The whistleblower states further that she also came across instances where a company seeking a loan is unable to produce minimum required track record of operation of two years; affordability is based on falsified/fake or incomplete tender contract.

In some instances, the report states, falsified identification documents or inadequate statutory documents (such as inconsistence/missing share certificates) are presented.

She also took issue with the purchase of tribal land by foreign national, which she said is in contravention with national legislature.

Of particular concern also include, the report says “Financing of staff members outside accepted threshold of 60 percent of debt to annual income earned. An example is Human Resources Director (names withheld), who is at 90 percent debt income ratio.”   

Other alleged irregularities which are of concern to the whistleblower include financing of foreign nationals and scheme clients outside the prescribed thresholds. 

She also stated that she noticed inappropriate use/application of insurance product in favour of ineligible clients. 

“Instances where certain members of the division engaged external valuer in order to manipulate property valuation on behalf of clients. This is further compromised by fact that there is now an internal valuer who is able to change or endorse final pricing of property, without having to send to First Rand for moderation as was the case before,” reads the report. 

The report further states that there is negation of preferential pricing between client and head of sales without involvement of credit or after approval of the pricing.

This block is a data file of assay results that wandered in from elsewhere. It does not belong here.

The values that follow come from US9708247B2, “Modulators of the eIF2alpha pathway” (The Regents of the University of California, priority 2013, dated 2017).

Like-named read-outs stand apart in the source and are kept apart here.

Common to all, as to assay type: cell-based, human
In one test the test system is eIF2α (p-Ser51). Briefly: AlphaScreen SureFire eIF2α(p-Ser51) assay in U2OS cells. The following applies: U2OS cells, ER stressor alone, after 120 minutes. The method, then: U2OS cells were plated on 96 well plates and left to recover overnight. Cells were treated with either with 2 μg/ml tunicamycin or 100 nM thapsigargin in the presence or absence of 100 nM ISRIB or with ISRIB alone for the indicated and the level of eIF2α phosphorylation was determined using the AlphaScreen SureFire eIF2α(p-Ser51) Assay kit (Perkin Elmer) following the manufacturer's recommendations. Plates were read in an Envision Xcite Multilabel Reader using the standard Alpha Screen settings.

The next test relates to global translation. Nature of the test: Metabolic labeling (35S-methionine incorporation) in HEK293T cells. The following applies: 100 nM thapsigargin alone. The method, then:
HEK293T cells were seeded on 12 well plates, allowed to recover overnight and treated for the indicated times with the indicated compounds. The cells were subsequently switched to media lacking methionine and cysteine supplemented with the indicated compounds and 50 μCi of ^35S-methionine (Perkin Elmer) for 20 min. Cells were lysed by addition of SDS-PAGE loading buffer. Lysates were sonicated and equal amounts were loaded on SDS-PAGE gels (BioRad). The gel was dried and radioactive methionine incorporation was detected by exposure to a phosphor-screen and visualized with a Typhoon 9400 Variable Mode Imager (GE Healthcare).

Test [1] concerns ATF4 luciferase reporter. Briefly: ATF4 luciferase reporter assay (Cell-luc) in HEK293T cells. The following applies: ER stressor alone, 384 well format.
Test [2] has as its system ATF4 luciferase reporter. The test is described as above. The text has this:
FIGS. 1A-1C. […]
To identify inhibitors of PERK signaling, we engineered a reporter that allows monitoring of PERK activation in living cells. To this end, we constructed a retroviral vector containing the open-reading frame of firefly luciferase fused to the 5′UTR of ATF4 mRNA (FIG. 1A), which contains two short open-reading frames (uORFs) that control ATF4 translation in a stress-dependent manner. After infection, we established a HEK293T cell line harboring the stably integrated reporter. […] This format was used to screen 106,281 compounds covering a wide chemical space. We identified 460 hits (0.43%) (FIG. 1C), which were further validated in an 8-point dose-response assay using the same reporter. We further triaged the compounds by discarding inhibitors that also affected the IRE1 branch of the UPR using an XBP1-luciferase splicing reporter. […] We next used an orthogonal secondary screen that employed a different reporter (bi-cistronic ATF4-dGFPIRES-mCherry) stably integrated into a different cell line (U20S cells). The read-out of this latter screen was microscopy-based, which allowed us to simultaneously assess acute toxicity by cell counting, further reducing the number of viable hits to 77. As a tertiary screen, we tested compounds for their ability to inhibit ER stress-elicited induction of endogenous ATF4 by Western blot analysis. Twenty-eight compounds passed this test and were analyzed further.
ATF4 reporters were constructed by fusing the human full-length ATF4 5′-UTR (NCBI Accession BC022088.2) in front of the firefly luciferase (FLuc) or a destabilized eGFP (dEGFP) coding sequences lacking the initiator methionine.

“Typically this pricing will be well outside the expected threshold. Although it must be noted that the negotiation of pricing is well within the purview of the Head of Sales, the policy requires that in such instances this must have a clear business motivation and carried in conjunction with the head of credit. This was not done in some instances,” says the report.  

Responding to Sunday Standard enquiries, FNBB Director of Marketing and Communications, Obonye Malope said “…the Bank has processes in place to monitor adherence to its policies, including acting on Anonymous Tip Offs. Any concerns raised regarding deviations from policy are investigated and appropriate action taken. The alleged irregularities are unfounded.”

For its part, Deloitte Tip-offs Anonymous, whose address the whistleblower sent the report to told Sunday Standard that “We are an independent whistle blowing hotline service provider to FirstRand Limited. This facility is used to report fraud and irregularities within the organisation. Kindly contact the organisation directly with regards to your enquiry.”

First Rand Bank headquarters in South Africa had not responded to Sunday Standard enquires at the time of going to press. 

 Jimmy Ndaba of Ndaba Associates who is representing the whistleblower declined to comment on the matter saying it is before court and wanted to know how Sunday Standard got hold of the papers.